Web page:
WHEN she was injured and couldn’t fly out to spend the summer in the land of her birth, he stayed with her - never more than a heart-beak away.

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Together, love conquered all – and despite a serious injury which later befell the loyal male, family life began in Britain, when normally it should be in Iceland.

Now whooper swans Romeo and Julietta have astonished wildlife experts by rearing three more cygnets at the Wildfowl and Wetlands Trust’s reserve in Welney, to add to their first chick.

The story of Romeo and Julietta began two years ago when the female of the pair of swans sustained an injury which meant she was not going to migrate back to Iceland for spring breeding.

Her devoted mate stayed with her, despite the strong urge to join the thousands of birds heading north once more.

But fate is always prone to being fickle and Romeo himself was injured and became Welney-bound along with his mate last winter.

In the meantime, they excelled themselves and reared a cygnet – the first in Norfolk since the 1920s.

This year they have gone one better – well, two better – and raised a brood of three youngsters.

Staff were surprised to say the least, as the pair had not been seen much over the summer and have only now headed back towards the main observatory areas for the winter feeding – with three youngsters in tow.

Emma Brand, of WWT Welney, said: “We had no idea until they arrived back in front of the hide this week. It was a real surprise, but they all look very healthy.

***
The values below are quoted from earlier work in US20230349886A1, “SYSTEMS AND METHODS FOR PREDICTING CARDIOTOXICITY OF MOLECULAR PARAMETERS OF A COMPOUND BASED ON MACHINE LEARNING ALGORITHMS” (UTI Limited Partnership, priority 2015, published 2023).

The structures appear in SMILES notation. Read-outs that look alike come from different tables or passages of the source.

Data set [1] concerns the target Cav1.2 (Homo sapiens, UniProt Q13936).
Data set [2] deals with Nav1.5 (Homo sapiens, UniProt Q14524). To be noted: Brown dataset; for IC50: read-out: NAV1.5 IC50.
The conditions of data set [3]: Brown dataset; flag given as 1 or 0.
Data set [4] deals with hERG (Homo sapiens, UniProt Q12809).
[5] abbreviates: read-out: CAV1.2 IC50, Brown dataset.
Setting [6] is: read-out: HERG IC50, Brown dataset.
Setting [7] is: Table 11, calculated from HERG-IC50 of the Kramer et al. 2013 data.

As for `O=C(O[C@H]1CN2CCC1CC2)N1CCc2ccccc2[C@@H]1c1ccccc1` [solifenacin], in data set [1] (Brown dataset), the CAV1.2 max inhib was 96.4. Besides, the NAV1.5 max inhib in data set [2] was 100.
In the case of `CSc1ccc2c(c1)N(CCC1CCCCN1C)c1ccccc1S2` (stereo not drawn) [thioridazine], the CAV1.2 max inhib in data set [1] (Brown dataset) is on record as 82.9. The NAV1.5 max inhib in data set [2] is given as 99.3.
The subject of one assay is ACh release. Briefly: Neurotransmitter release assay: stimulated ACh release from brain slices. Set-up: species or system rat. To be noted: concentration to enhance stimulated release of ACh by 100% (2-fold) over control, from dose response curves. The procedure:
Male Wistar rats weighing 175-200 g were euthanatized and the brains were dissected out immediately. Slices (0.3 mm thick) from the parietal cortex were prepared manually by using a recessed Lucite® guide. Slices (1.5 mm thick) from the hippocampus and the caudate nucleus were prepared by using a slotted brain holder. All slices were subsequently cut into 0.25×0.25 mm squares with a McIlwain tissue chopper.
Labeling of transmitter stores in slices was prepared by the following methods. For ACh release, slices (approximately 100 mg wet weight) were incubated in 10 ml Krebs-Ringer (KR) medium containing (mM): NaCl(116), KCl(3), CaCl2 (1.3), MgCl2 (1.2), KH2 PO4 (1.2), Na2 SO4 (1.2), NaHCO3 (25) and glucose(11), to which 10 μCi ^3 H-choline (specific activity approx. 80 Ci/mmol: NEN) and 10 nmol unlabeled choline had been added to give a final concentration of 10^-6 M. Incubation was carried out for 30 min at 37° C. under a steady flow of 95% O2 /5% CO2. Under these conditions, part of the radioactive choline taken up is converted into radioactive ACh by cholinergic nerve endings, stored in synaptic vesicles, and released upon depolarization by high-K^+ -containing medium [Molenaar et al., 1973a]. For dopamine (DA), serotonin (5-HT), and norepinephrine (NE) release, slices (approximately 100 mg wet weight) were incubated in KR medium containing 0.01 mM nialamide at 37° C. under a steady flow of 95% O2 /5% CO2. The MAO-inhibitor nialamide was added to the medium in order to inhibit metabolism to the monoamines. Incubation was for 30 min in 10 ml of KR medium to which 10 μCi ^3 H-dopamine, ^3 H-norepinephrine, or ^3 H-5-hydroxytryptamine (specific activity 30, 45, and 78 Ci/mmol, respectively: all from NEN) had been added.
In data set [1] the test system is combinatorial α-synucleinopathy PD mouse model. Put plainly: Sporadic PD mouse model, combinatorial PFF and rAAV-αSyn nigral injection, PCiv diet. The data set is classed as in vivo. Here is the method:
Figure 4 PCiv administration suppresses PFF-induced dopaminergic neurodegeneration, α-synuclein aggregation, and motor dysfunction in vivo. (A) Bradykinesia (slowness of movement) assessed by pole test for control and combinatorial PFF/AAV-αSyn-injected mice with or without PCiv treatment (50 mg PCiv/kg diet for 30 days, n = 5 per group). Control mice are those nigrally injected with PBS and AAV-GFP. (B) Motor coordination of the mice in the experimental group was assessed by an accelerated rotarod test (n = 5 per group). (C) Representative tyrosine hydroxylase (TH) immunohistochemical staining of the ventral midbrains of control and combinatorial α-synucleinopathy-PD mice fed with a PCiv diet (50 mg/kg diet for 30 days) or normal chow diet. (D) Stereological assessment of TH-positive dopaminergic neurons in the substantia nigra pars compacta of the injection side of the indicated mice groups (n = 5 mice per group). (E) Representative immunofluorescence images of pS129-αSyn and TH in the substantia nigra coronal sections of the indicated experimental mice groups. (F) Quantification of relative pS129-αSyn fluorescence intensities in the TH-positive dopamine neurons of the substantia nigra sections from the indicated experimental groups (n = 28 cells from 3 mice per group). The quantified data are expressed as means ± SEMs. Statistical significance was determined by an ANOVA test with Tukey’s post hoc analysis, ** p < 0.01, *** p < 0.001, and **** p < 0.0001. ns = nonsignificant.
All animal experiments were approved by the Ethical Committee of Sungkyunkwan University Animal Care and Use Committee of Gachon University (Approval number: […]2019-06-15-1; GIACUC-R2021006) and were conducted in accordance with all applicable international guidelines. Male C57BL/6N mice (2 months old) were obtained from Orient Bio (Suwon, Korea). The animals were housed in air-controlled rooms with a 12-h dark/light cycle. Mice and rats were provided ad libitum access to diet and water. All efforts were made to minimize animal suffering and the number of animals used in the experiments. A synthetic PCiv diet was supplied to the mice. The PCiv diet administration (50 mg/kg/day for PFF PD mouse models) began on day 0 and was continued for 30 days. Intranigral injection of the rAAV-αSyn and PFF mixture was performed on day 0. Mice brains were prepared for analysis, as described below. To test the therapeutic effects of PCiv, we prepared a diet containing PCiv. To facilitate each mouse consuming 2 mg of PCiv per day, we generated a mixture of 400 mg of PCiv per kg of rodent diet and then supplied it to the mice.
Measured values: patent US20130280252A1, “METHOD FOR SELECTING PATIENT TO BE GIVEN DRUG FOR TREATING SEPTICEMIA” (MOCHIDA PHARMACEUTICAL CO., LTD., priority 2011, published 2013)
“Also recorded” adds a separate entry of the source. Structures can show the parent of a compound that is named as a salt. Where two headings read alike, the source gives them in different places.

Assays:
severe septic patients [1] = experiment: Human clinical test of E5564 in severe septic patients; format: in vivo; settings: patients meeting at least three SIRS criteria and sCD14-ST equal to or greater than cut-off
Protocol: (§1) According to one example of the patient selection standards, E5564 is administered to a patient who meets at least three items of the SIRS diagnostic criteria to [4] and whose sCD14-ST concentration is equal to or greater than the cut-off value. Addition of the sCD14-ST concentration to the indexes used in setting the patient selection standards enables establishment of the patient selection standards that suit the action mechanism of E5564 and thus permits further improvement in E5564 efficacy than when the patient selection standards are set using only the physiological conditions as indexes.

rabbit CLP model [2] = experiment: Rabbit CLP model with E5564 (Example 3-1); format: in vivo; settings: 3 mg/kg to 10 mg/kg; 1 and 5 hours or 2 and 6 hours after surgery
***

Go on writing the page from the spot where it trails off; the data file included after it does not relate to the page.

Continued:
“Because there was a lot of water all summer we didn’t really see much of them as they were elsewhere on the reserve so we had no idea.”

It’s not clear how the birds injured their wings. They could have flown into an obstacle or been the victim of a fox which fancied its chances.

They are both otherwise healthy and will spend the rest of their days on the reserve - which obviously suits them as their breeding has proved.

But when it comes to producing offspring, the pair have nothing on Bladur and his mate.

They arrived at Welney this week complete with seven cygnets who all made it safely from the Icelandic breeding grounds to Norfolk. Over the past five years the pair have brought a total of 31 young back to the reserve and it is the third time they have raised seven young – the maximum number in a whooper brood.

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